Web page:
How It Works: All OS&D claims for under $175 will be eliminated. Quarterly customer payments will be made in lieu of claims as part of the LDI. Year-one payment amounts are based on historical levels; future payments will be audit-based.
Discontinued Product Transitions Program
What It Is: An incentive for retailers to focus on selling through discontinued products, rather than returning them to P&G.
How It Works: Categories will provide retailers a minimum of three months advance notice prior to discontinuing a product.
Quarterly customer payments will be made in lieu of product returns as part of the LDI.
Retailers may use the lead time to take markdowns or other actions to sell through the products on hand.
P&G will eliminate some instances through a commitment to 100% Universal Product Code compliance.
Shipped as Ordered Refusals Program
What It Is: An incentive for retailers to end the practice of refusing properly delivered shipments of merchandise. A total of 2,000 such incidents occurred in 1996 at a cost to P&G of $3.1 million.
How It Works: P&G will spend an amount roughly equivalent to last year's costs to encourage customers not to engage in this practice. The payments will be made quarterly as part of the LDI.
Customers who elect to refuse properly delivered goods will pay a $5 per case restocking fee, which P&G will deduct from their LDI payments.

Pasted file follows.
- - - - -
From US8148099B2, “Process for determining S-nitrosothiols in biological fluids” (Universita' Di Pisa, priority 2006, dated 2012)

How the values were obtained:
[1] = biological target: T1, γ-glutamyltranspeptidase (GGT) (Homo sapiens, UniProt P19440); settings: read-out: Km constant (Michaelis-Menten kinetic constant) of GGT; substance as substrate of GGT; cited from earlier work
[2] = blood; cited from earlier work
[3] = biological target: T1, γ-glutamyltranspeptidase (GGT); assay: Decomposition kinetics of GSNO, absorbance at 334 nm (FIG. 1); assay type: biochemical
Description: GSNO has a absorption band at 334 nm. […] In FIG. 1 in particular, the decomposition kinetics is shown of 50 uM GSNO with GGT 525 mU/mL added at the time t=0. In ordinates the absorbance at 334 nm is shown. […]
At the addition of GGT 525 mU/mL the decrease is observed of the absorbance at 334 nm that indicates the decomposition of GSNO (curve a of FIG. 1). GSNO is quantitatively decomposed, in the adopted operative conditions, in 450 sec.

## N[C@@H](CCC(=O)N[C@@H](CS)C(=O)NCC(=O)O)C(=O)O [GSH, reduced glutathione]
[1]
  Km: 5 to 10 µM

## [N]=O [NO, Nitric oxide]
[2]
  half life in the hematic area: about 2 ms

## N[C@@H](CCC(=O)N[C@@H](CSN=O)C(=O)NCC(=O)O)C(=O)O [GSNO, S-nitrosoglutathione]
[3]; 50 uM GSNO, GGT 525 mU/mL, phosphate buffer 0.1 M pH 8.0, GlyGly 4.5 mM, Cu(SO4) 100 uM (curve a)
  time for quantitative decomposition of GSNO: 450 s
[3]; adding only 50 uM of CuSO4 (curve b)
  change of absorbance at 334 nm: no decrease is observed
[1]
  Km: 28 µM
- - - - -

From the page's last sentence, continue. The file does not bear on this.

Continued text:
Previously outside the Streamlined Logistics program, this category will jump to Streamlined '97 in one step.
A new pricing structure will reward streamlined, full-case ordering, with costs passed through for added service, such as shelf packs and cross docking.
The category will participate in quarterly LDI and special incentive payments and procedures will reduce the cost of discontinued item administration.
Other Program Elements
Health and Beauty Care Producing Plant Incentive: A new lower best price, effective July 1, 1997, for Streamlined Logistics II customers, is linked to new requirements for ordering these products in "layers."
Regional Distribution Center Consolidation and Cost Recovery: A group of varied price increases on some categories is intended to fully recover costs of operating P&G's regional distibution centers.
Increases in Alaska and Hawaii Upcharges: Ranging from 30 cents to $1.20 per case, these changes also are aimed at fully recovering shipping costs.
Paper Goods Upcharges: These cover multistop and retail drop trailer deliveries in the paper goods category.
Chep Four-Way Pallets: Full adoption of the program by January, 1998. Coffee brands have already made the transition. Paper products are slated to change this summer.
Promotion Flexibility: Easier terms for Brand Development Fund participation, including a 20% reduction in the number of brands required to meet program criteria. Also, four lightly used BDF promotion options will be eliminated.
Source: Procter & Gamble
Pegging the Incentives
Procter & Gamble's Logistics Development Incentive is calculated to compensate retailers for historical average levels of unsalable products, delivery exception and markdown product costs. Those levels have varied significantly by class of trade.